Many thanks to Opinio Juris – and to all of the Symposium participants – for a stimulating and informative discussion of the virtues and vices of international law and international relations (IL/IR) scholarship.
The Symposium highlights some of the ways that IL/IR research has enriched our understanding of the making, interpretation, and enforcement of international law. Larry Helfer’s post provides a superb summary of what IL/IR scholarship teaches about the design of international legal agreements, and in particular of flexibility provisions. In terms of interpretation, IL/IR scholarship has prompted a rediscovery of international courts by political scientists, who seek to explain patterns in international judicial behavior. Finally, as Jana von Stein notes, IL/IR research has produced both increasingly systematic data collection on IL compliance, as well as sophisticated understandings of the diverse causal mechanisms behind law’s compliance pull on states.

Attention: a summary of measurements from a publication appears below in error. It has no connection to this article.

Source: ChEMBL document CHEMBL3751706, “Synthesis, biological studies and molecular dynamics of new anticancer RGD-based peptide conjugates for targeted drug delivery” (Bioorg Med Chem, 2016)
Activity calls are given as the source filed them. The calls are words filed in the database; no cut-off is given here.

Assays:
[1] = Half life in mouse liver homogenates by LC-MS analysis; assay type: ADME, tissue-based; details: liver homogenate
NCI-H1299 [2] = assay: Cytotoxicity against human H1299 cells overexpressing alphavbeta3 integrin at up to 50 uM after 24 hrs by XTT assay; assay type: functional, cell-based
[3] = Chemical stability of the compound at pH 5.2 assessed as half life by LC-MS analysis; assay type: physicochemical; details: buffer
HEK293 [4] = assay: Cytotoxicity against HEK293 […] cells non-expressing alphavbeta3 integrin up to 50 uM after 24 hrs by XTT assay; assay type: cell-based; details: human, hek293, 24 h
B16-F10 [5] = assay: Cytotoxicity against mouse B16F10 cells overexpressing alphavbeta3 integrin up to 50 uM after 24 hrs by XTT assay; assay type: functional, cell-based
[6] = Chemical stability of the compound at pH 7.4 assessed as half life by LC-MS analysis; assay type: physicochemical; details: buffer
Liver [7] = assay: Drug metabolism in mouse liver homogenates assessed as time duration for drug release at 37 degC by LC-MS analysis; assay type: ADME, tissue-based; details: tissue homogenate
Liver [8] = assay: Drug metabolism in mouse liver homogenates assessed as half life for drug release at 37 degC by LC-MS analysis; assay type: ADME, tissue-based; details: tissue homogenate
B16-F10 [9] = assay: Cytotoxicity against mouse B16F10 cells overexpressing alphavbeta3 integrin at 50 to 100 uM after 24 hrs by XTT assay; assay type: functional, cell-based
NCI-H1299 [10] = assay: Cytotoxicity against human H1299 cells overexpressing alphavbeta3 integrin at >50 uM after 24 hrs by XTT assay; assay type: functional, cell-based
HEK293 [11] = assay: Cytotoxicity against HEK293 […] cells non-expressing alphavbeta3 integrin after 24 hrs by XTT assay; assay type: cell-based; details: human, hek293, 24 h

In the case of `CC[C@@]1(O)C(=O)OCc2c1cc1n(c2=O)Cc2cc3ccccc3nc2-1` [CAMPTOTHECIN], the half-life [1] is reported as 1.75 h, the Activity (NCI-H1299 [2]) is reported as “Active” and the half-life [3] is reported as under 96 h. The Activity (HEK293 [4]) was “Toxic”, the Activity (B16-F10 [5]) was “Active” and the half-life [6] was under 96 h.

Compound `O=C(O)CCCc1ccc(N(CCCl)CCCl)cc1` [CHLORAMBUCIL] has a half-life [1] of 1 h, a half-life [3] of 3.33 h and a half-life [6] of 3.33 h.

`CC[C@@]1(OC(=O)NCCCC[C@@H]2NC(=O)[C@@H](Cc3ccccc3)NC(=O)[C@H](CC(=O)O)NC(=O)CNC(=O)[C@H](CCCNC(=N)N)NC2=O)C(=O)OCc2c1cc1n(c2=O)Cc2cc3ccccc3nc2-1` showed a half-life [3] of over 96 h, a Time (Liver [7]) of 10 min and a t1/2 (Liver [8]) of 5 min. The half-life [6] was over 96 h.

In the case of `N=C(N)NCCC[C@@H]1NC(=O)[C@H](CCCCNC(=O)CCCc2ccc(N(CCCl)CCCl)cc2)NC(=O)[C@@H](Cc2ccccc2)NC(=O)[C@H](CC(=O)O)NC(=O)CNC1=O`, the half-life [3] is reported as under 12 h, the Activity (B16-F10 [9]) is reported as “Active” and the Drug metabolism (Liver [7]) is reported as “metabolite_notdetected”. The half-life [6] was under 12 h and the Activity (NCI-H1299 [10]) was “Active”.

However, our project seeks not only to identify “lessons learned,” but also to identify IL/IR’s weaknesses, blind-spots, and potential for further development. The lively exchange between Richard Steinberg and Ian Hurd (see here, here, and here), as well as the thoughtful posts by Judge Joan Donoghue, Ed Swaine, Tim Meyer, and Ruti Teitel, suggest several ways that existing scholarship can be strengthened.
In this concluding post, we explore a different critique, namely that IL/IR scholarship is less interdisciplinary than its name implies, frequently consisting of a one-way application of IR as a discipline to IL as a subject.